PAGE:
The Palm Beach County Commission on Tuesday approved an agreement with All Aboard Florida and its affiliate Florida East Coast Railway that will require the private rail project to pay the cost of adding a second line of train tracks at 20 crossings in the county.
Under a previous agreement, the county was responsible for much of the cost of adding the new line of track to each of the rail crossings.
As part of Tuesday’s vote, the county said it would continue to pay for annual signal and road maintenance at the 20 crossings.
County officials said the additional set of tracks is expected to increase the signal maintenance costs by roughly $22,000 a year.
The cost of maintaining the roadway is expected to increase by about 30 percent at each of the intersections as a result of the additional rail line. Road maintenance at those crossings is done on an as-needed basis, the county said.
Aboard Florida plans to run 32 trains a day between Miami and Orlando, with stops in Fort Lauderdale and West Palm Beach. Service is expected to begin in 2017.
The MTA’s perennially plagued new subway line may be opening as soon as 2017, but its second phase is still without funding and no one’s happy about that. On Monday, MTA chairman Thomas Prendergast announced that if the city doesn’t give the cash-strapped agency the additional $3.2 billion its seeking for its budget, it’ll make good on its promise to put the second phase of the Second Avenue Subway off until a later date, the Post reports. Under mounting fiscal struggles, the MTA previously announced that the subway’s second phase would be the first project to get chopped from its five-year capital plan if state and federal governments didn’t pony up. The subway’s second phase would extend the line from 96th Street to 125th Street.
If you had to, could you double your staff in one weekend for a once-in-a-lifetime opportunity?
That’s what many companies are going through as they prepare for the more than 1 million people visiting Philadelphia this weekend. Most of the visitors are coming to see Pope Francis and attend the World Meeting of Families, the world’s largest Catholic gathering of families, held every three years. Pope Francis will appear at the World Meeting’s closing ceremonies Sept. 26 and will celebrate Mass the following day.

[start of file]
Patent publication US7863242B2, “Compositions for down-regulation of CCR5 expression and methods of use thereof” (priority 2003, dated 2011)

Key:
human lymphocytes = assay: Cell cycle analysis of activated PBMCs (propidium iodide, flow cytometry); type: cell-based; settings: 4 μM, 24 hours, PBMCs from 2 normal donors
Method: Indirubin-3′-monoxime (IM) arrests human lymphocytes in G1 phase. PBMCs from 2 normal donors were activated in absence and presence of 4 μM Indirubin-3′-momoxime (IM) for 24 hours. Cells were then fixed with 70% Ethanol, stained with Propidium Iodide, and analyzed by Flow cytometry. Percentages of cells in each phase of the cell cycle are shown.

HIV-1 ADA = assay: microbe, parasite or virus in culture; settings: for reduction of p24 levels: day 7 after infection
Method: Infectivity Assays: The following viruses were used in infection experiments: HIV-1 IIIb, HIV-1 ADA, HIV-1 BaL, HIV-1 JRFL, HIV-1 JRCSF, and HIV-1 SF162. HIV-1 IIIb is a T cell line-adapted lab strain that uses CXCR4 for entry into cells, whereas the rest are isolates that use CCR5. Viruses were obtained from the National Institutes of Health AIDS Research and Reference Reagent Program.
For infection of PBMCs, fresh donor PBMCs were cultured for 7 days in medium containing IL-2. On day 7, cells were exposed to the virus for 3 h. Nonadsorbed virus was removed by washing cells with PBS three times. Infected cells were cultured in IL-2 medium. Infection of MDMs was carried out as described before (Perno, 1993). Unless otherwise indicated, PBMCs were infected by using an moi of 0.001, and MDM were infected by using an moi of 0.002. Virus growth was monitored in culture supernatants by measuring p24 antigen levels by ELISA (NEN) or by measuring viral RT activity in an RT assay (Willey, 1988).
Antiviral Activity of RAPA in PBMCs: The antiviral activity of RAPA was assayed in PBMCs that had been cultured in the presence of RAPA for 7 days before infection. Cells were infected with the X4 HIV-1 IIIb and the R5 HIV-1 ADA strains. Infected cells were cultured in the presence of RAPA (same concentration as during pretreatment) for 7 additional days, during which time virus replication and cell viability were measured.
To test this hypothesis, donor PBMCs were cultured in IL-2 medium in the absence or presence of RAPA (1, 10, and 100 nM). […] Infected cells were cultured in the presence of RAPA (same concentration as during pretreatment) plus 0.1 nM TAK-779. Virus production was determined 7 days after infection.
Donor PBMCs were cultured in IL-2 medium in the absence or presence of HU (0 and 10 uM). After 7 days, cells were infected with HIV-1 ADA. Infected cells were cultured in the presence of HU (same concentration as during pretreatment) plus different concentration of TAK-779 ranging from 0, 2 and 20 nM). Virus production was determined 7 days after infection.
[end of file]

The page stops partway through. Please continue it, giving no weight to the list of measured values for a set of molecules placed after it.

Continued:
The influx, which local reports estimate will yield a $420-million economic impact (including 100,000 short-term jobs), is both a privilege and a headache to the many businesses involved.
The privilege, they say, is participating firsthand in a transcendent, singular event. “It’s not just a religious occasion, it’s a cultural moment,” notes Jonah Berger, Wharton professor and bestselling author of Contagious: Why Things Catch On. “It’s something people want to be a part of, whether just to see it, or to be able to tell their kids they were there.”
Read more about the Pope’s visit
Read more about tourism in Philadelphia
A vintage No. 7 train pulls into the Shea Stadium stop in Queens for the MTA’s celebration of the 100th anniversary of the Flushing line. Next month, the new 7 train station on Manhattan’s west side will finally open.
One of the longest delays in the subway system will finally come to an end with the opening next month of the newest station on the No. 7 line, the Metropolitan Transportation Authority said Thursday.
After years of snags and slowdowns, the new 34th St.-Hudson Yards station — extending the line from its current terminus at Times Square to 11th Ave. on Manhattan’s far west side — is set to debut Sunday, Sept. 13 at 1 p.m.
The first train run for paying passengers will arrive nearly two years after former Mayor Michael Bloomberg — whose administration largely financed the project — took his “inaugural” ride before leaving City Hall in December 2013.
“Happy to be near the finish line,” MTA spokesman Kevin Ortiz said. “The 1.5 mile extension of the 7 Line to 34 St-11 Av will make it the only line south of 59 St to provide service west of Ninth Avenue.”
Since work began in 2007, the $2.4 billion extension has been beset with problems with key communications, fire alarm, power and ventilation systems.
The new subway stop will serve the burgeoning far west side of Manhattan, where the 17 million-square-foot Hudson Yards retail and residential development is being built.
“I feel pretty confident that the 7 train extension is going to be heavily used almost immediately,” said Councilman Corey Johnson, who represents the area.